Food digestion starts at your front door (mouth) and ends at your back door (anus). Before you can absorb any nutrients from your diet, food has to be broken down by your digestive system.
If you begin with a good healthy diet and all goes well in your digestive system process, food digestion turns food into nutrition. Protein, fat and carbohydrates, for example, are broken down into very simple substances, such as fatty acids, simple sugars and amino acid building blocks.
However plenty can go wrong, which leads to digestive problems. The symptoms are heartburn, belching, gas, bloating, bad breath, poor absorption, bacterial ulcers, constipation and diarrhea.
Digestive System Diagram and Overview
The Human Digestive System Roadblocks
Around age 30 humans begin to produce less hydrochloric acid and digestive enzymes. (Burp!) It can actually happen sooner than the big 3-0 and progressively get worse as we age. (Hiccup!)
Overeating and eating too fast causes gas. (Pfttttttt!) Excessive alcohol, habitual use of antacids and poor food choices create food digestion problems too (r-r-rumble) and can negatively affect the performance of hydrochloric acid and enzyme production, leading to poor digestion. (Belch!)
The point is, when your digestion is not working properly, you’re not the only one who notices.
Plus, digestive problems can turn out to be quite serious. Persistent digestive problems not only cause gas and heartburn, they can also lead to irritable bowel syndrome or even colon cancer.
But there’s are a lot of things you can do to support good digestion before problems occur.
How Do You Spell Digestive System “Relief”?
The best way to spell digestion “relief” is P-R-E-V-E-N-T-I-O-N! And prevention starts with good high fiber foods and raw food. Foods naturally high in fiber, such as fresh fruits and vegetables, brown rice, whole grain pasta and breads, help to move food through the digestive process.
And raw foods have naturally occurring plant enzymes that assist your body in digestion, so avoid overcooked or processed fruits and vegetables, because enzymes are easily destroyed.
You can also eat good, low fat, complete sources of protein found in fish, poultry, lean meats, eggs and certain dairy products. This is because your body naturally makes enzymes from the amino acids in protein. If you’re a vegetarian, make sure to get the complete proteins you need.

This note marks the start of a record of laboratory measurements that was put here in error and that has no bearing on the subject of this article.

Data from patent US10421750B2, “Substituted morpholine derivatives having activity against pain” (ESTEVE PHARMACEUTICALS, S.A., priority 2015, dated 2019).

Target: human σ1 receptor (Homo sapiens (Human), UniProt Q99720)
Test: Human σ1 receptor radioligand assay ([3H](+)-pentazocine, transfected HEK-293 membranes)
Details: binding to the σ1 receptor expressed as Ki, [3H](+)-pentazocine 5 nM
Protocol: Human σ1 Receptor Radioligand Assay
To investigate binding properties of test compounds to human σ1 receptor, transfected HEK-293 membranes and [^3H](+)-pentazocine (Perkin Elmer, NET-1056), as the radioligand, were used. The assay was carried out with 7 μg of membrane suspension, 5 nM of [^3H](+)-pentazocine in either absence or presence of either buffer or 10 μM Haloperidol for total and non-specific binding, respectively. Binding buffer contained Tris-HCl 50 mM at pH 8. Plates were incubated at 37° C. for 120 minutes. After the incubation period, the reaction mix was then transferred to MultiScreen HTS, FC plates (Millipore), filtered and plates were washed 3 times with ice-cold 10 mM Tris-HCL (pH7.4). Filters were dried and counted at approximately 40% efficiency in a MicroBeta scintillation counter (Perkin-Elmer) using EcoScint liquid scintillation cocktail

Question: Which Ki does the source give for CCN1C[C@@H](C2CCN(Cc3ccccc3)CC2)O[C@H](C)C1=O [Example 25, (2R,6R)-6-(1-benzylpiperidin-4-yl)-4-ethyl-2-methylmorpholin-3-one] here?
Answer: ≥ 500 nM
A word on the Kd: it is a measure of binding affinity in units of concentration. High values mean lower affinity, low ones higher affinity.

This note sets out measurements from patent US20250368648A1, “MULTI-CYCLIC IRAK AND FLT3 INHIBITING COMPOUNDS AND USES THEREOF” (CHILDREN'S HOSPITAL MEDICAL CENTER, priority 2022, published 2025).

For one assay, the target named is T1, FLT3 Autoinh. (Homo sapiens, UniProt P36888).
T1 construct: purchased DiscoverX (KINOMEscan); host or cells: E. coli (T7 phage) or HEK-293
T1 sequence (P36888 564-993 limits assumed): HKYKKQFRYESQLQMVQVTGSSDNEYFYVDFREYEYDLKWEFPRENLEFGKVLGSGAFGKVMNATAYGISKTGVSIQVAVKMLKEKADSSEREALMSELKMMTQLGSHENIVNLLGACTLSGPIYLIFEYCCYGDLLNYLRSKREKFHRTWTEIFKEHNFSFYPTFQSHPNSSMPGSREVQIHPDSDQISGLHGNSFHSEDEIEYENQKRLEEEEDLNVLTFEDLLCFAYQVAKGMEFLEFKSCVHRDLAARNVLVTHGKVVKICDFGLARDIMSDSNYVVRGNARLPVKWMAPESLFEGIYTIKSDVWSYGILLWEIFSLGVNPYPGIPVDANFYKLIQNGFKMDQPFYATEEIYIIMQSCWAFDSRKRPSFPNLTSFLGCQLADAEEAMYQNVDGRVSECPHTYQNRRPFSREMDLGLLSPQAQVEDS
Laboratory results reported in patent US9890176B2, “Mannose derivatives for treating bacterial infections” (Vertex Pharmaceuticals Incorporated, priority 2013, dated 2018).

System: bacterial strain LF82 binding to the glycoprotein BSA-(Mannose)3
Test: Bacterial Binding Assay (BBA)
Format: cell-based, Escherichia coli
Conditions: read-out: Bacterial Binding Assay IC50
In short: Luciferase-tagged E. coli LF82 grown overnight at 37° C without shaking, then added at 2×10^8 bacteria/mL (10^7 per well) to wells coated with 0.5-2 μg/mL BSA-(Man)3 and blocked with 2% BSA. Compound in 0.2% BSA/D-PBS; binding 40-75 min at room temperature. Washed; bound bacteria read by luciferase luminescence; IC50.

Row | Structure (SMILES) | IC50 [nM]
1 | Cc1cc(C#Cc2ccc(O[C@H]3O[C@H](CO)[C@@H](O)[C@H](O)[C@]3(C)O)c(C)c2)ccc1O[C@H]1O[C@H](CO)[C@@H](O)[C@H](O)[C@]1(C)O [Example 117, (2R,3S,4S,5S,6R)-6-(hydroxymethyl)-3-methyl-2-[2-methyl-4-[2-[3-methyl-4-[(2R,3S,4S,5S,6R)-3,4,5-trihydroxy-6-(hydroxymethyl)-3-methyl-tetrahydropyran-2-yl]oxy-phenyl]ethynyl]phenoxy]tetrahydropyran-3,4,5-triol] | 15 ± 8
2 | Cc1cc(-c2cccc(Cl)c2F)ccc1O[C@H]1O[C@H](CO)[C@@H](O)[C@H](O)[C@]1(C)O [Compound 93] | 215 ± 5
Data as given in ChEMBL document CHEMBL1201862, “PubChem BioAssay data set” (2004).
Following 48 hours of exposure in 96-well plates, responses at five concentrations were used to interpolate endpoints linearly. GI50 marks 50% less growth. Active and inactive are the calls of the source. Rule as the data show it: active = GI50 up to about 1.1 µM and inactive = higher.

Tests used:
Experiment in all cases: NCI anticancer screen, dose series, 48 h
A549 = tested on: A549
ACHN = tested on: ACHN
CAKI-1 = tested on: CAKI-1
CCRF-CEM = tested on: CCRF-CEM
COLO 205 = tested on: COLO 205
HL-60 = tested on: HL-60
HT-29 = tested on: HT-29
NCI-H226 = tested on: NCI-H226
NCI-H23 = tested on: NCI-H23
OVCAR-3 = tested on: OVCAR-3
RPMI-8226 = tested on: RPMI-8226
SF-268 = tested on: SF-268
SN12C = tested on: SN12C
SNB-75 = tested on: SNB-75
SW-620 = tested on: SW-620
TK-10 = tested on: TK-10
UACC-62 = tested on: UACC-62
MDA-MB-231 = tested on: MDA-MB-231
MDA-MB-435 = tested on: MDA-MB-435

Enzymes are important for many reasons besides digestion. You can’t walk, talk, breath or blink without them. A well functioning body produces hundreds and hundreds of different enzymes and missing just one can mean the difference between well being and illness, life and death.
Speaking of "death" let me give you an idea of just how important enzymes are.
Food Digestion and Digestive System Enzymes
If a 100-pound woman gets a yearning for a piece of chocolate cake, but her body does not have a specific enzyme, she’s in big trouble. Eating the cake will cause her temperature to rise to over 120 degrees Fahrenheit and she’s a goner. Now, that’s what I call death by chocolate!
So make sure you’re getting enough complete protein to always have all the enzymes you need.
Avoid overeating, excessive alcohol and greasy foods. Drink plenty of water. And kick the over-the-counter antacid habit. Antacids only give temporary “relief” by addressing symptoms, not the cause. This just makes digestion worse. Remember the real way to spell relief is “Prevention!”
Be sure to check out my free Natural Health Newsletter.
Click here for the Site Map.
Articles you might also enjoy:
High Fiber food Chart with Rankings
10 Healthiest Foods for Healthy Eating
Foods that Cause Constipation Problems
Do You Need Nutritional Health Supplements?
To subscribe to the Natural Health Newsletter, just enter your email address in the subscribe box at the bottom of this page.
©Copyright by Moss Greene. All Rights Reserved.
Note: The information contained on this website is not intended to be prescriptive. Any attempt to diagnose or treat an illness should come under the direction of a physician who is familiar with nutritional therapy.